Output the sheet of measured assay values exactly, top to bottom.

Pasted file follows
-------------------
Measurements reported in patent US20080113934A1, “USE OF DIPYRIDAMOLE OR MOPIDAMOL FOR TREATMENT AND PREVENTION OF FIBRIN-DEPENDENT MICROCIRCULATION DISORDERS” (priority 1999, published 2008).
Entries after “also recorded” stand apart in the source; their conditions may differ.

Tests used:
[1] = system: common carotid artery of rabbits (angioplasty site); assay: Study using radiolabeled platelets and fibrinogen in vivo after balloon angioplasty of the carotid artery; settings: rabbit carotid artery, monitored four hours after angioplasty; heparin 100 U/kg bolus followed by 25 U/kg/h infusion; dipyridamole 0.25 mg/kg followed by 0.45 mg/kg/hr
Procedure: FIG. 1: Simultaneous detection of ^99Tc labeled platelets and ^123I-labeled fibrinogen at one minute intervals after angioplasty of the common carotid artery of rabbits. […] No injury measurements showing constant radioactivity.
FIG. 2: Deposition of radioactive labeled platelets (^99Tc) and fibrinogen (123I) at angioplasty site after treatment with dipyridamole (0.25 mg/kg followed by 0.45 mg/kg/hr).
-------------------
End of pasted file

Measurements reported in patent US20080113934A1, “USE OF DIPYRIDAMOLE OR MOPIDAMOL FOR TREATMENT AND PREVENTION OF FIBRIN-DEPENDENT MICROCIRCULATION DISORDERS” (priority 1999, published 2008).
Entries after “also recorded” stand apart in the source; their conditions may differ.

Tests used:
[1] = system: common carotid artery of rabbits (angioplasty site); assay: Study using radiolabeled platelets and fibrinogen in vivo after balloon angioplasty of the carotid artery; settings: rabbit carotid artery, monitored four hours after angioplasty; heparin 100 U/kg bolus followed by 25 U/kg/h infusion; dipyridamole 0.25 mg/kg followed by 0.45 mg/kg/hr
Procedure: FIG. 1: Simultaneous detection of ^99Tc labeled platelets and ^123I-labeled fibrinogen at one minute intervals after angioplasty of the common carotid artery of rabbits. […] No injury measurements showing constant radioactivity.
FIG. 2: Deposition of radioactive labeled platelets (^99Tc) and fibrinogen (123I) at angioplasty site after treatment with dipyridamole (0.25 mg/kg followed by 0.45 mg/kg/hr).